Maybe you do need to get in touch with the side of you that perhaps doesn’t want to come out. It is hard, very hard and I get what you mean when you say “I can’t survive that again”. Its a horrible place to be.So, I wont say just jump into it. Take your time.

    I could say so much more but I’ll leave it there. Really hope it makes sense and helps. tc x

    Liked by 1 person

  2. IAmMe says:

    In my honest opinion, i believe everyone has the power to accomplish anything.

    I go to support groups. I’ve been i a six week trauma group and i am seeing an individual therapist. I always kept asking myself the same questions:
    “Why am i still stuck in the same loop?”
    “Why can’t i escape my -safe zone?”
    “Why?” “Why?”

    Whether you change therapist or find some other kind of help, it won’t change anything until you decided to step forward.

    Yes, you will fall, but you will pick yourself up again.

    Yes, you will feel like crap, but you will have to pick yourself up.

    We, as individuals, have the power to push forward . We have to believe that.

    You have to believe that you have the strength, courage, and love to pull yourself up.

    Obviously, this is not going to happen in a day or two. Healing is a process. Find yourself is a process.

    As long as you push forward and tell yourself, “I am capable. I am strong. Pull yourself up. You WILL be okay.” Then…you will be okay.

    I hope this gave you even the slightest encouragement to not give in and to push forward.

    Liked by 1 person

  3. I hate that stuck feeling in therapy. I think that therapists do get caught up in that feeling as well, that a bit of your hopelessness rubs off on them sometimes. It does pass but I think you’re right in saying that maybe you need to do something different to break that deadlock. The hard part is working out what that different thing might be.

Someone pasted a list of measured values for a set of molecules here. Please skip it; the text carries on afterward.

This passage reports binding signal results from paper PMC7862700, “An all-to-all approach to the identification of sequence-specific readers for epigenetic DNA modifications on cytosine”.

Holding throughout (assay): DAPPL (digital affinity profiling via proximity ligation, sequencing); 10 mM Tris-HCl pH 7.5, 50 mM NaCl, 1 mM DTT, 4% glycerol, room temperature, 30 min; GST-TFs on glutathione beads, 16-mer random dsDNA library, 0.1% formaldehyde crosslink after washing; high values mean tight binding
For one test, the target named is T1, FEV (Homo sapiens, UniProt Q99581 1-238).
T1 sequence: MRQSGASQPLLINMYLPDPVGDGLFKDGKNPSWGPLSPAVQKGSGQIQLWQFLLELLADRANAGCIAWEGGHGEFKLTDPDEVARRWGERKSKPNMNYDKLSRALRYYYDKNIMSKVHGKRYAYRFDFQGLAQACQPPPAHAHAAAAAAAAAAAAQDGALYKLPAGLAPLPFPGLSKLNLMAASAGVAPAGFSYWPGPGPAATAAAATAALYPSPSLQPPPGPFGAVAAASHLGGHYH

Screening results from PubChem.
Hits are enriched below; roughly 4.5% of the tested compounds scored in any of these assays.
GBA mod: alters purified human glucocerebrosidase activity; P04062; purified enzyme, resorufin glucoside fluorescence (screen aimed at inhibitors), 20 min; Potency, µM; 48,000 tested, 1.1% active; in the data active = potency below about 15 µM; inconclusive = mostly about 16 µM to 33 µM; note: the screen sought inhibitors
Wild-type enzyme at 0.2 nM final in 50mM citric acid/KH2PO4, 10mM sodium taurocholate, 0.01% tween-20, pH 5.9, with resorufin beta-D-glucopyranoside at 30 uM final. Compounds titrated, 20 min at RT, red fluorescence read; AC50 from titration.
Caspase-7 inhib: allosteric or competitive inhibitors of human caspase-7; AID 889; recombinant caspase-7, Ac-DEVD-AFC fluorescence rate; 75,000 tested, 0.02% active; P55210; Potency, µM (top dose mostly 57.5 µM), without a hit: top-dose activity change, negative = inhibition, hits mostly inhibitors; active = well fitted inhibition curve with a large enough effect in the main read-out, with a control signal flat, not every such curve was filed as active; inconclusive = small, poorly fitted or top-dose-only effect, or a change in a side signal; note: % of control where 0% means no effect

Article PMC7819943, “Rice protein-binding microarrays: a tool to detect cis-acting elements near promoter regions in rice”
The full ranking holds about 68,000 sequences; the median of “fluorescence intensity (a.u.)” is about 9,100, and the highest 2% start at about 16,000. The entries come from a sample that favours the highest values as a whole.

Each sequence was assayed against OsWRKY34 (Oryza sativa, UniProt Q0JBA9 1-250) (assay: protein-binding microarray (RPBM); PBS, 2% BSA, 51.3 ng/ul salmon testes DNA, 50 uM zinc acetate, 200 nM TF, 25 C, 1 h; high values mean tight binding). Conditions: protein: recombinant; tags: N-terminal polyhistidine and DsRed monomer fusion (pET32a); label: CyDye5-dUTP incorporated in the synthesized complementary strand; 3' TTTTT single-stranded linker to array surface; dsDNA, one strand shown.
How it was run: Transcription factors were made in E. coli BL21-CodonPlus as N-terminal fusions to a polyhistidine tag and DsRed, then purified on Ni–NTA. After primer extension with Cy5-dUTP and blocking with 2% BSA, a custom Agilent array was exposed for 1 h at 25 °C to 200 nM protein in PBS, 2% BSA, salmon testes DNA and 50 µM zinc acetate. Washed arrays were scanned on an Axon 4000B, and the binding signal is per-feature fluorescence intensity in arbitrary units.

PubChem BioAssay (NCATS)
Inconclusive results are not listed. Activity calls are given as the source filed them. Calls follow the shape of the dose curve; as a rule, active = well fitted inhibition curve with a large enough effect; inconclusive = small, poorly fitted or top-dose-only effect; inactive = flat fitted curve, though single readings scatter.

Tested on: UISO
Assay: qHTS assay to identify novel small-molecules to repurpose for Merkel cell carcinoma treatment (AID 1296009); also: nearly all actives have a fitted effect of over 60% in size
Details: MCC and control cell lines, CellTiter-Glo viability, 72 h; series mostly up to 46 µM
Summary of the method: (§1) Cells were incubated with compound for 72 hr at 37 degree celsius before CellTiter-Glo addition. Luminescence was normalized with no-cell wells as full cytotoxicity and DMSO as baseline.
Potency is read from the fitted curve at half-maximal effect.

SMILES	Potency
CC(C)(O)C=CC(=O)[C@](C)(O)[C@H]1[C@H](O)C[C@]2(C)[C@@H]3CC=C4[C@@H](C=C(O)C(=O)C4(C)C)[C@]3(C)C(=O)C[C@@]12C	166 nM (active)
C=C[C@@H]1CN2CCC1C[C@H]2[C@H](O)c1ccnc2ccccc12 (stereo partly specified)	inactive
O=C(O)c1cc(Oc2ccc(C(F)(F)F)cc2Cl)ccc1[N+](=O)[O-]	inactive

When I’ve been in that position I’ve tried both options (of changing therapists and quitting therapy altogether) and Im not sure that either really gave me what I was looking for, but both did shift things a bit. Quitting therapy or taking a break was a relief at first but then I felt more and more lost and often what took me back to therapy was getting to crisis point again. I need whatever it is that it offers even when I’m not making progress. With changing therapists, twice now I’ve looked for specific things and although the therapist and their approach seemed promising they just couldn’t deliver. I’m coming to the realisation that that thing you read about the relationship being the most important element of therapy really is true, and that maybe the real answer is just to stick with the therapist that I feel most stable and connected with and just keep trying.

    I’d say, don’t give up on therapy with J totally. Problems such as feeling stuck or financial hardship are important things to factor in, but they shouldn’t be the only things you base your decision on. Talk to J about your feelings that she’s giving up on you and your belief that you will never get ‘well’ and don’t deserve to. You do deserve to feel better and to find belief in yourself.

    Liked by 1 person

    1. Laura Black says:

      Thanks for the feedback and reflections. It’s a tough one and I think you totally understand it. I am trying to keep working with J, I’m just feeling very resistant at the moment. I guess it has happened before and we have managed to get past it somehow. It’s hard work though and exhausting! Laura.


  4. Dear Laura: Thank you for your open and honest voice on a difficult topic. When I have clients who are feeling stuck in therapy sometimes it helps for them to find another therapist or take a break or add another modality such as groups/pharmacology/yoga/etc…but sometimes it helps for them to increase their therapy to more than once a week so that the internal voice of self criticism has more competition from a compassionate voice. Whatever you decide to do, it’s good to keep in mind that all relationships have highs and lows and therapy is a relationship (albeit a purpose-directed and highly unusual one). Take good care of you!

    Liked by 1 person

    1. Laura Black says:

      Hi Tanya, Thank you for the feedback and suggestions. Laura.